What are ‘conveyancing enquiries’?
Published: 20th April 2023
When buying a home, it is important to complete due diligence and investigate any potential risks before the purchase. A key part of this process is what’s commonly known as ‘conveyancing enquiries’ – but what exactly do they involve?
When a conveyancing solicitor acting for a buyer says that they are ‘raising enquiries’, they simply mean that they are asking questions of the seller to make sure the title is correct.
A buyer’s solicitor will look through all of the property paperwork including the title documents/deeds and Property Information Form. They will then ask questions of the seller, via the seller’s solicitor, to make sure everything is in order.
Common questions include checking that no restrictive covenants have been breached, checking that the property has all rights it requires and asking about planning permission and building regulations on any installations or alterations.
A firm who is signed up to the Conveyancing Quality Scheme, such as Liddy’s Solicitors, must stick to the rules surrounding enquiries. That means that we will not ask unnecessary questions. Our questions will also be specific to the property you are purchasing and we will not produce a pre-populated ‘one size fits all’ sheet. This would not be useful to you or us and would be overly time consuming for the seller and their solicitor. In certain circumstances, fact sheets may be used, but these accompany specific enquiries, such as to find out whether a conservatory needed planning permission or building regulations certification.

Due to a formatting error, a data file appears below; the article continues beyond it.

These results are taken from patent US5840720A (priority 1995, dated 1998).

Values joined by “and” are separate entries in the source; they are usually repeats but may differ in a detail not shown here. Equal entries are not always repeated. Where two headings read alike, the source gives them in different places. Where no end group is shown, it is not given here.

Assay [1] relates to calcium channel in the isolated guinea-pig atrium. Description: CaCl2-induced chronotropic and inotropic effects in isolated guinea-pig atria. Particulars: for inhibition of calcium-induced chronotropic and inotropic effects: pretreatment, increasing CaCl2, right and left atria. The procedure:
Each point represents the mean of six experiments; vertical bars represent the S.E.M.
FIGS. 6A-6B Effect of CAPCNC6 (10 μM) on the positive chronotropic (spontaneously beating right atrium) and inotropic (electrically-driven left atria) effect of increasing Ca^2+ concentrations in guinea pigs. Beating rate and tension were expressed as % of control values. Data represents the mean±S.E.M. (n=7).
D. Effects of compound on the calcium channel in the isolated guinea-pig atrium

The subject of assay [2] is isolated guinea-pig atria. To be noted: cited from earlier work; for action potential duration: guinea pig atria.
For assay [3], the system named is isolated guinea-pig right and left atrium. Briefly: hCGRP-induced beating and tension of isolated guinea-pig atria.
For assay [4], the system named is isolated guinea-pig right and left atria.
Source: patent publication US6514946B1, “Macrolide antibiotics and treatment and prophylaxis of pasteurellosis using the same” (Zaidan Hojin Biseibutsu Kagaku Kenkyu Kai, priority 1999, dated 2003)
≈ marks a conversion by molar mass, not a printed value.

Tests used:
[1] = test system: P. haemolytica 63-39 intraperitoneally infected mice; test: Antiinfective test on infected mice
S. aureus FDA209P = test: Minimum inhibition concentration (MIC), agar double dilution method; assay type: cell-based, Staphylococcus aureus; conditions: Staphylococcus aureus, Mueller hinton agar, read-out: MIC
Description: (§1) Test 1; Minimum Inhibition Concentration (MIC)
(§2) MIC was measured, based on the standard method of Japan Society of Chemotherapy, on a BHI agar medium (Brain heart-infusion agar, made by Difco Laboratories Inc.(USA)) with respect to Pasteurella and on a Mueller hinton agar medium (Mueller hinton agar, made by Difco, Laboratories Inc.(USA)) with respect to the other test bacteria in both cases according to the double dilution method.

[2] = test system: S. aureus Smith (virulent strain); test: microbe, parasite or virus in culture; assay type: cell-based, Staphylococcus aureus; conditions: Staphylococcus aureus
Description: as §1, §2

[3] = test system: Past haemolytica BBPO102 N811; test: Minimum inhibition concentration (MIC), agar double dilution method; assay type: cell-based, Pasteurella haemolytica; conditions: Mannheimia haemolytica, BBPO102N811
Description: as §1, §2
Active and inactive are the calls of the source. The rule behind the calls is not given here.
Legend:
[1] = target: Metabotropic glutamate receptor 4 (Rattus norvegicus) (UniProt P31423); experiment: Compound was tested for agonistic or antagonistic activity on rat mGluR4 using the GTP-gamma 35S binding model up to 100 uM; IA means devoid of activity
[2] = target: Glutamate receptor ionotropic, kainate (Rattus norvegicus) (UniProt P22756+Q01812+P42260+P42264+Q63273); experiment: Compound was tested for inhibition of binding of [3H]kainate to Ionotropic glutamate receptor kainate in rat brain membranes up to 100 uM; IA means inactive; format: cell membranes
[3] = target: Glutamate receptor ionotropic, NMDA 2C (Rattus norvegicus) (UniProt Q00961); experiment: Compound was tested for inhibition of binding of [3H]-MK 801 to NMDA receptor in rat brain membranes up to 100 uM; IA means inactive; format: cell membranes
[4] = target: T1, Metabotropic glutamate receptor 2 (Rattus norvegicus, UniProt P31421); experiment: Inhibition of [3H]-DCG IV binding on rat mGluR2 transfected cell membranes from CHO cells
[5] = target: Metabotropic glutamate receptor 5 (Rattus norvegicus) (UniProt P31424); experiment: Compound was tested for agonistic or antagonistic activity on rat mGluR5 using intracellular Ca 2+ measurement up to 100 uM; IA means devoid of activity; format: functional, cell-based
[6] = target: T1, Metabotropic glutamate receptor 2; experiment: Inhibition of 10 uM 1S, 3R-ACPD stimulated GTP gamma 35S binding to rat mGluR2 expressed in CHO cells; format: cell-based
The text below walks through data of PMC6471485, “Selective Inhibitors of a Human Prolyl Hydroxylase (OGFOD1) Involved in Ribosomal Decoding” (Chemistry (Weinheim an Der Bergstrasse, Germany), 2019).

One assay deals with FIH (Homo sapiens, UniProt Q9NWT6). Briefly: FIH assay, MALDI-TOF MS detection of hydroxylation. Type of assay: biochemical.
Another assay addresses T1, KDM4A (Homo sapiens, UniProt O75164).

The rules also mean that we cannot ask questions whose answers could be found by looking at public records or ordering searches. This is why it is important you have all searches carried out you feel necessary to make you comfortable if you are purchasing. Questions also cannot be asked about physical aspects of the property such as whether it has subsided or whether there are any structural defects. This is because these answers can be found by the buyer in a survey. Solicitors and sellers are not assumed to have special structural knowledge. If you have a survey carried out and a problem is found, at this stage, direct questions can be raised on it to find out the extent of a potential problem. In other words, we cannot go on a fishing trip for structural issues.